While such action can only be done in a research setting, the main learning from his research is that nutrient absorption rates were 20% higher when only the VFA solution was present compared with the naturally filled rumen; these early stage findings indicate we can adapt feeding strategies to make the fermentation and absorption process in the rumen more efficient,” said Hamminga-Hiemstra.     

Related News

© istock/liorpt

Deciphering rumen microflora and link with dairy productivity

© istock

‘French dairy industry convalescing’

© istock.com/Arie Mastenbroek

Cargill forms pact to leverage ‘emerging opportunities for value-add dairy NPD’ in Russia

© iStock.com

Cargill looking to generate data on animal production in Turkey, Middle East and Africa

© istock.com/ &#169 James Pauls

High yielding dairy cows really sensitive to heat stress but also to controls: Cargill

Safety and higher milk yields the aim of new animal nutrition R&D complex in China: Cargill

Safety and higher milk yields the aim of new animal nutrition R&D complex in China: Cargill

"We can boost milk output by cow by a liter per day" - Cargill reveals ambitions for dairy feed in India

"We can boost milk output by cow by a liter per day" - Cargill reveals ambitions for dairy feed in India

‘We intend to grow at a much faster rate than the market,' Cargill sees scope for growth in African poultry and dairy sectors

‘We intend to grow at a much faster rate than the market,' Cargill sees scope for growth in African poultry and dairy sectors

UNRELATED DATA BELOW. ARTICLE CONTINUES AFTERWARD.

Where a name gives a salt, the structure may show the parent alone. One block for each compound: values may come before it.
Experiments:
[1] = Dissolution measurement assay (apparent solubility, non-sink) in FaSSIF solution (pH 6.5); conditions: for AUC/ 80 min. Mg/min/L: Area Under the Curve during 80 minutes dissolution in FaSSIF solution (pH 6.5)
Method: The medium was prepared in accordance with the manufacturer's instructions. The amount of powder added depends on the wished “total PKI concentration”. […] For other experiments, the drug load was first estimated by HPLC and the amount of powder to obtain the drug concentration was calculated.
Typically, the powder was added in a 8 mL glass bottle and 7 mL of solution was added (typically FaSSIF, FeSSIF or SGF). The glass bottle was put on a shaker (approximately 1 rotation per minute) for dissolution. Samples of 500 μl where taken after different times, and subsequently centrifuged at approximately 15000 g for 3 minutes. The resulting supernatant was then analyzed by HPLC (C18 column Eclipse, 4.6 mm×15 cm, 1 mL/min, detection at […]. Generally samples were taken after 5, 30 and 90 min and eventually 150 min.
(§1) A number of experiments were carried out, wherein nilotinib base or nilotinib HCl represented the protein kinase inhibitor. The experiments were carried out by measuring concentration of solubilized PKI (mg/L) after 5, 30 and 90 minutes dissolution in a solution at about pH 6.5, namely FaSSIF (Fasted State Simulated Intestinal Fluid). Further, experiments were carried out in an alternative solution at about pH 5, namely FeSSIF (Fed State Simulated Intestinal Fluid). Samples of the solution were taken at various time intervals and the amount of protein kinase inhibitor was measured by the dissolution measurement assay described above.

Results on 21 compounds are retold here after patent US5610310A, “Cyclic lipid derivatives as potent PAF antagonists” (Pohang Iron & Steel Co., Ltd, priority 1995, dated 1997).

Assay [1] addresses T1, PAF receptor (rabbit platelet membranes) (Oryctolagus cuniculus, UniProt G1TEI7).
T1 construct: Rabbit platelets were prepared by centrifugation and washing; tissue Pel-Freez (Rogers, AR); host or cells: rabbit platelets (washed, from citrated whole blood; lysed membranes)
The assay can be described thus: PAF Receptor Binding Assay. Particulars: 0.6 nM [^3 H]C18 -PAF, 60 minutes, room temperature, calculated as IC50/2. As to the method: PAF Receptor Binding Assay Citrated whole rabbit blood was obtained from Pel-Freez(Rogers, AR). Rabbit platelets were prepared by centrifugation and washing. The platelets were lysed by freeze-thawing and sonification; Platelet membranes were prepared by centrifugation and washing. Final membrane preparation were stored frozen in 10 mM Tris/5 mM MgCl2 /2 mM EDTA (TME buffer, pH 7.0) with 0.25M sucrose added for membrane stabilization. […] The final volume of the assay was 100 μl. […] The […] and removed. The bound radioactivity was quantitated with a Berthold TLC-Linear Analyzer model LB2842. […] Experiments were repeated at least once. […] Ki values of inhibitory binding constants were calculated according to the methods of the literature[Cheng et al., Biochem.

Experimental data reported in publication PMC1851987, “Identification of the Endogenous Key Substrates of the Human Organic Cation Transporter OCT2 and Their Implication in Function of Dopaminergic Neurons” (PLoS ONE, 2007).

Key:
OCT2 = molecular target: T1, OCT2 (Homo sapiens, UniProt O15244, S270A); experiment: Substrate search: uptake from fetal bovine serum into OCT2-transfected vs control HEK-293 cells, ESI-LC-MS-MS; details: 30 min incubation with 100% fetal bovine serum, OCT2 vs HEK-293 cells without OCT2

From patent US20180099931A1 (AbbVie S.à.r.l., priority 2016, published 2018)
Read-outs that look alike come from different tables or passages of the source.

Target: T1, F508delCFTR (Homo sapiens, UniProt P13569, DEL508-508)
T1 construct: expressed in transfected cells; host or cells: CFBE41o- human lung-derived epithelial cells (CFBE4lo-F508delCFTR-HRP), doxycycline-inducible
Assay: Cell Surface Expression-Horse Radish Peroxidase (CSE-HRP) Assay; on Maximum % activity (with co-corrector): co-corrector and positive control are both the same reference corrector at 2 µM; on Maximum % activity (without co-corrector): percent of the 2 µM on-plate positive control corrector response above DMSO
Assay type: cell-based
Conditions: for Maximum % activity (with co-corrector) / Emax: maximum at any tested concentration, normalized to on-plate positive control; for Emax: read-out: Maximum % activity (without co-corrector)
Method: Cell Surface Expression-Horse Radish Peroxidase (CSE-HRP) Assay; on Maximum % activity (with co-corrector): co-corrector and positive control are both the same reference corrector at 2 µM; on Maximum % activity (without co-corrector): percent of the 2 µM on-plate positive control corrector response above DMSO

Cargill expands feed capacity in Vietnam but agri-giant not yet convinced about dairy sector viability

Cargill expands feed capacity in Vietnam but agri-giant not yet convinced about dairy sector viability

Cargill talks gut health, rumen functionality and antioxidants

Gut health, rumen functionality and natural antioxidants – Cargill reveals additives strategy

© istock/ipopba

Tracking dairy cow health in Northern Ireland

'Producers need to keep zinc to copper ratios in mind, but they also need to look at their absolute zinc and copper supplementation levels to optimize productivity and return on investment.' © istock/Arie Mastenbroek

Should producers hike zinc levels in high producing dairy cows?

© iStock/jowil

Feed efficiency improvements boost dairy sustainability

© istock/ermetico72

ForFarmers 2016 results: Revenue down, volumes up

© istock/cacaroot

ForFarmers: 'High level of correlation between market share and profitability'

Related Products

See more related products